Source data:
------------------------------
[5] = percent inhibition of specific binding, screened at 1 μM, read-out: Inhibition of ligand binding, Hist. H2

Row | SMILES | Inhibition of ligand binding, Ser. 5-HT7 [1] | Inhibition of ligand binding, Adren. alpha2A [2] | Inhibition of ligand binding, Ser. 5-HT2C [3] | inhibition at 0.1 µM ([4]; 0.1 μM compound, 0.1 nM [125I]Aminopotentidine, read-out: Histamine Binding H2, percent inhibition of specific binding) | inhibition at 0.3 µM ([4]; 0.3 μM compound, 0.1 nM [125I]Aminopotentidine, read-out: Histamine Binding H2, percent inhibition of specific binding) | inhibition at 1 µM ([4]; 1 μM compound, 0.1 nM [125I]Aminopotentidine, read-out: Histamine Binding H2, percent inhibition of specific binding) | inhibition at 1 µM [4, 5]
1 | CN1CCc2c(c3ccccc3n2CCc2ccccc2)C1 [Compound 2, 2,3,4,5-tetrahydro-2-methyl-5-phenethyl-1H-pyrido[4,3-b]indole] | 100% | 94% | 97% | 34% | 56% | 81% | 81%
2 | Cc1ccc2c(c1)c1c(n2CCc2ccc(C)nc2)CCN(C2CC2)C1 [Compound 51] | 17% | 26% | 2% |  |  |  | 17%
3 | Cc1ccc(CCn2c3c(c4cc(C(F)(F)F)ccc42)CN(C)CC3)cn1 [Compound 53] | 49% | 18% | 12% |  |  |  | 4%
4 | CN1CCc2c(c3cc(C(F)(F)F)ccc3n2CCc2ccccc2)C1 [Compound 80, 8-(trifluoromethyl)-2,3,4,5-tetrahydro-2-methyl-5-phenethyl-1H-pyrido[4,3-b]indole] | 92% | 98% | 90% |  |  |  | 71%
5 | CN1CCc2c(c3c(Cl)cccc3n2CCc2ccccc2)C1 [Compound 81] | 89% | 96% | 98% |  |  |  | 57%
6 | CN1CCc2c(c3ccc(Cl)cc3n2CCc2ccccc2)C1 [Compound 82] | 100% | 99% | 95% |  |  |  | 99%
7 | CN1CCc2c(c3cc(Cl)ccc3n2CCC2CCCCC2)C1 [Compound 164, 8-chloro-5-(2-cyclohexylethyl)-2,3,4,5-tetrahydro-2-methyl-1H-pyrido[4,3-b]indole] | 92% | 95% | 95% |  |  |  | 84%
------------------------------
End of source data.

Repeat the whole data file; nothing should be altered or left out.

[5] = percent inhibition of specific binding, screened at 1 μM, read-out: Inhibition of ligand binding, Hist. H2

Row | SMILES | Inhibition of ligand binding, Ser. 5-HT7 [1] | Inhibition of ligand binding, Adren. alpha2A [2] | Inhibition of ligand binding, Ser. 5-HT2C [3] | inhibition at 0.1 µM ([4]; 0.1 μM compound, 0.1 nM [125I]Aminopotentidine, read-out: Histamine Binding H2, percent inhibition of specific binding) | inhibition at 0.3 µM ([4]; 0.3 μM compound, 0.1 nM [125I]Aminopotentidine, read-out: Histamine Binding H2, percent inhibition of specific binding) | inhibition at 1 µM ([4]; 1 μM compound, 0.1 nM [125I]Aminopotentidine, read-out: Histamine Binding H2, percent inhibition of specific binding) | inhibition at 1 µM [4, 5]
1 | CN1CCc2c(c3ccccc3n2CCc2ccccc2)C1 [Compound 2, 2,3,4,5-tetrahydro-2-methyl-5-phenethyl-1H-pyrido[4,3-b]indole] | 100% | 94% | 97% | 34% | 56% | 81% | 81%
2 | Cc1ccc2c(c1)c1c(n2CCc2ccc(C)nc2)CCN(C2CC2)C1 [Compound 51] | 17% | 26% | 2% |  |  |  | 17%
3 | Cc1ccc(CCn2c3c(c4cc(C(F)(F)F)ccc42)CN(C)CC3)cn1 [Compound 53] | 49% | 18% | 12% |  |  |  | 4%
4 | CN1CCc2c(c3cc(C(F)(F)F)ccc3n2CCc2ccccc2)C1 [Compound 80, 8-(trifluoromethyl)-2,3,4,5-tetrahydro-2-methyl-5-phenethyl-1H-pyrido[4,3-b]indole] | 92% | 98% | 90% |  |  |  | 71%
5 | CN1CCc2c(c3c(Cl)cccc3n2CCc2ccccc2)C1 [Compound 81] | 89% | 96% | 98% |  |  |  | 57%
6 | CN1CCc2c(c3ccc(Cl)cc3n2CCc2ccccc2)C1 [Compound 82] | 100% | 99% | 95% |  |  |  | 99%
7 | CN1CCc2c(c3cc(Cl)ccc3n2CCC2CCCCC2)C1 [Compound 164, 8-chloro-5-(2-cyclohexylethyl)-2,3,4,5-tetrahydro-2-methyl-1H-pyrido[4,3-b]indole] | 92% | 95% | 95% |  |  |  | 84%